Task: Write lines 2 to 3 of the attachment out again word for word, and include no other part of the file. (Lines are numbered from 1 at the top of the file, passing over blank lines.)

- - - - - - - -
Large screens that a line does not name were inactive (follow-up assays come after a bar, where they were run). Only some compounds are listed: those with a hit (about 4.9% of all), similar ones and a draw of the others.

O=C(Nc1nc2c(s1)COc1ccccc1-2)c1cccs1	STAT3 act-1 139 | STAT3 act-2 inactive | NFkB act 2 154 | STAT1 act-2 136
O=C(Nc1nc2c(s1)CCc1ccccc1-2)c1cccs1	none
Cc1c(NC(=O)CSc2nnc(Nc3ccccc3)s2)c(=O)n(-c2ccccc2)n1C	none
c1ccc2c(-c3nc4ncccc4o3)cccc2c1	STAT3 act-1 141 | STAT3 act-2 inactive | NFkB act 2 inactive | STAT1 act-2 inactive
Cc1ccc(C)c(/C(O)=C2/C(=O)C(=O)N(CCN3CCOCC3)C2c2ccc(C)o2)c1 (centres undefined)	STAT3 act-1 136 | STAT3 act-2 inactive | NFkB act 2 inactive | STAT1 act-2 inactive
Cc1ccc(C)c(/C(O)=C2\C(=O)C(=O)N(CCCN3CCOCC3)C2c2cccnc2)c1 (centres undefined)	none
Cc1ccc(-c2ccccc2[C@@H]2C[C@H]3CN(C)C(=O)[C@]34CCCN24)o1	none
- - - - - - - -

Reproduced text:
O=C(Nc1nc2c(s1)COc1ccccc1-2)c1cccs1	STAT3 act-1 139 | STAT3 act-2 inactive | NFkB act 2 154 | STAT1 act-2 136
O=C(Nc1nc2c(s1)CCc1ccccc1-2)c1cccs1	none